The brain code

The cortical representation of pitch and pitch combinations on tonotopic maps is discussed. Together with earlier conclusions concerning voice intonation, harmony and the central dogma, a theoretical argument concerning the code by which the brain stores and transmits emotions is developed. The central dogma outlined in Chapter 2 is unabashedly a dogma - a set of assumptions with diverse empirical support, but, on its own, the dogma is little more than one of several ways of thinking about the...

Bilateral cognition

The starting point for the present simulation is a set of subjective psychological features that are widely acknowledged to be part of the normal human mind. No list of properties will be without controversy, but, as Galin (1996) has argued, a viable definition must include, at the very least, those properties that people frequently indicate are central to their own subjective experience. To leave those properties out of a scientific description is truly to leave out the very topic that...

The coding of human emotions

A bimodal pitch-based theory of emotions is outlined in which emotional valence is either positive or negative. The idealized form of valence is found in the major and minor modes of diatonic music, but a more subtle effect can be found in normal human speech. The relevant literature on intonation is reviewed and a general theory of intonation is discussed. The fundamental argument of this chapter is that the encoding and decoding of human emotions is related to the encoding and decoding of the...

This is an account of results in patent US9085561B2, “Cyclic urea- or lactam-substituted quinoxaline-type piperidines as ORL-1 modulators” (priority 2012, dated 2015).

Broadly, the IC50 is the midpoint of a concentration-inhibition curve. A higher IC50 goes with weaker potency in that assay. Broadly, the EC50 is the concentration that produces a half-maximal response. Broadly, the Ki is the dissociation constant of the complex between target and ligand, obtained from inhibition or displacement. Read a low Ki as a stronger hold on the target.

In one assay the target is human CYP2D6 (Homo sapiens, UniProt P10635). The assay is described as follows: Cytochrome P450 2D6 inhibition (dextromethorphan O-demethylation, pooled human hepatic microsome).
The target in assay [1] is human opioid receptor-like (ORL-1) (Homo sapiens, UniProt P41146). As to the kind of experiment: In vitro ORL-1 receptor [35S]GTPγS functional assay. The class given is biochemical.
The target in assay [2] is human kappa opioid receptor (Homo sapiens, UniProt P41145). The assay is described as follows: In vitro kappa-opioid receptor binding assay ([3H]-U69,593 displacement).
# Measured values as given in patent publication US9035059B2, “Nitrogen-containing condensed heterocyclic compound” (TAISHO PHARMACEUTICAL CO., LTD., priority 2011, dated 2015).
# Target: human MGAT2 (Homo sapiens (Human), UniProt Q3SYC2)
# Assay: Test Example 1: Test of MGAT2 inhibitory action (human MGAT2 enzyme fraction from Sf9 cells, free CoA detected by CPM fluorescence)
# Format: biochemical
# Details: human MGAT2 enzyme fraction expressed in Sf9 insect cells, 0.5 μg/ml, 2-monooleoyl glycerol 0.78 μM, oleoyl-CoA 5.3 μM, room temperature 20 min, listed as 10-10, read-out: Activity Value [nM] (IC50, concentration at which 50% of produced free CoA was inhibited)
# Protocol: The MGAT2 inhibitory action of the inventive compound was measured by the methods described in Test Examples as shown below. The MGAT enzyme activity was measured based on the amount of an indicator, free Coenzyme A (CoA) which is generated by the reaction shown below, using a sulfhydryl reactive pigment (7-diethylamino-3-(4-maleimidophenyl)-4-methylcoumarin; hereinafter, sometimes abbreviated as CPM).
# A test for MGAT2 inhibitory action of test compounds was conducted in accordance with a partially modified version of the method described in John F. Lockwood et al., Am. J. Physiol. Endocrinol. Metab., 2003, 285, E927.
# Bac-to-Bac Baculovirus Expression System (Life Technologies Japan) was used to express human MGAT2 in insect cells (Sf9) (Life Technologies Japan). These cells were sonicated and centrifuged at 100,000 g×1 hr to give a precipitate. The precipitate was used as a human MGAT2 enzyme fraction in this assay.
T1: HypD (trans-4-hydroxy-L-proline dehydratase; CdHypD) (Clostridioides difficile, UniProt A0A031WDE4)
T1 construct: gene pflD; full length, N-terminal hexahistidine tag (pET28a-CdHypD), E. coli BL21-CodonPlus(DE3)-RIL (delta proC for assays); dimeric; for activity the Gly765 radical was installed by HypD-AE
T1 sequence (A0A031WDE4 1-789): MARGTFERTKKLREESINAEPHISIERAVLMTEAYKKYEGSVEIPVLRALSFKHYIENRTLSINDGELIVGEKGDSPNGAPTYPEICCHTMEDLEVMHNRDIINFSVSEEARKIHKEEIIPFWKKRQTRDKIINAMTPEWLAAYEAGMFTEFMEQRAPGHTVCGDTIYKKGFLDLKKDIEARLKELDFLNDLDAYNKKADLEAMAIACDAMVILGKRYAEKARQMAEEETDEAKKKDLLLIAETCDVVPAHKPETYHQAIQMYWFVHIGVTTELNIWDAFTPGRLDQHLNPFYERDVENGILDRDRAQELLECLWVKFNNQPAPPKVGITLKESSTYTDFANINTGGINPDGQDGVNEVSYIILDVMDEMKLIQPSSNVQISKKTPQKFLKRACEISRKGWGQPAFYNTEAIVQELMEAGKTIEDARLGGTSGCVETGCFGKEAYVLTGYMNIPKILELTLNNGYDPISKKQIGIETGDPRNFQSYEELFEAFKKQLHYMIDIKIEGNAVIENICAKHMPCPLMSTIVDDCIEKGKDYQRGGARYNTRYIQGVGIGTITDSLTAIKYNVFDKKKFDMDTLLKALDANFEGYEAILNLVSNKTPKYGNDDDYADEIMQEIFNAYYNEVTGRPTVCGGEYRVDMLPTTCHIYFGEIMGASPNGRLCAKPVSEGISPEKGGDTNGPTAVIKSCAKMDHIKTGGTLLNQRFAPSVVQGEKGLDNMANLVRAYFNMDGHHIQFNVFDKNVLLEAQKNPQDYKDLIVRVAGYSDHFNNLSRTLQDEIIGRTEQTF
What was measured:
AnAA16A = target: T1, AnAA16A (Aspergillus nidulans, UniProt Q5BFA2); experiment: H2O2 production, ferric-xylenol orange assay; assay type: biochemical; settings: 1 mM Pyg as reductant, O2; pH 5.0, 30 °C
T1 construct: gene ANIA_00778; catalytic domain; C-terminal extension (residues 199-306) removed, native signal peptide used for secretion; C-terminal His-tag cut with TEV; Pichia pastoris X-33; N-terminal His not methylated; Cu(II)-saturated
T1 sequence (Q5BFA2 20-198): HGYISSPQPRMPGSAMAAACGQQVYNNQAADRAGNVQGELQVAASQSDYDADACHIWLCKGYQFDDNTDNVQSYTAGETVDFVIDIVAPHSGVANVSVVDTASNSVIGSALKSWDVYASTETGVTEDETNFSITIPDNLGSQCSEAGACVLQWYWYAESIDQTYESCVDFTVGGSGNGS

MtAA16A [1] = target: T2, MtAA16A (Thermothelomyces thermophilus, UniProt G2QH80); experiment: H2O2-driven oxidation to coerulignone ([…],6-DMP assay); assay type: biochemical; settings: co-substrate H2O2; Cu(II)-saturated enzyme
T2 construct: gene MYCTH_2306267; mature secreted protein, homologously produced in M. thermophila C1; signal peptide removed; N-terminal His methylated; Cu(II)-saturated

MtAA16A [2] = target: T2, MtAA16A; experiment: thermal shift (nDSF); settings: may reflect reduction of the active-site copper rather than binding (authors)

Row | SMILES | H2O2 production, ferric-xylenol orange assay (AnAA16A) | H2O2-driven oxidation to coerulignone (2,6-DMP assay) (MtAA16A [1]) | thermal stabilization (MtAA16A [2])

Bihemispheric Dissonance

Role of the cortical neuron integrator or coincidence detector Israel Journal of Medical Science, 18, 83-92. Abercrombie, D. (1967). Elements of General Phonetics. Chicago Aldine Publishing. Alcock, K. J., Wade, D., Anslow, P., & Passingham, R. E. (2000). Pitch and timing abilities in adult left-hemisphere-dysphasic and right-hemisphere-damaged subjects. Brain and Language, 75, 47-65. Aleksander, I. (1996). Impossible Minds My neurons, my consciousness. London Imperial...

The central dogma of human neuropsychology

The hallmark of humanity is the ability to communicate through language. Although the dominance of the left hemisphere has been known for more than a century, neuropsychological studies over the past few decades have shown important language-related functions of the right hemisphere as well. The non-dominant hemisphere's contributions to language are reviewed here, and their implications for a central dogma of psychology are discussed. Since most mammalian species show few, weak or simply no...

Homotopic callosal connectivity

Homotopic Connectivity

The anatomy of the human corpus callosum has been intensively studied (Reeves 1985) and it is known that primary sensory and motor cortical regions characteristically lack callosal fibers, while most of the other parts of human cerebral cortex send and receive commissural fibers (Figure 5-5). The absence of callosal fibers in early sensory cortex is presumably due to the fact that there is no advantage in mixing the sensory stimuli from both the left and right sensory fields at an early stage...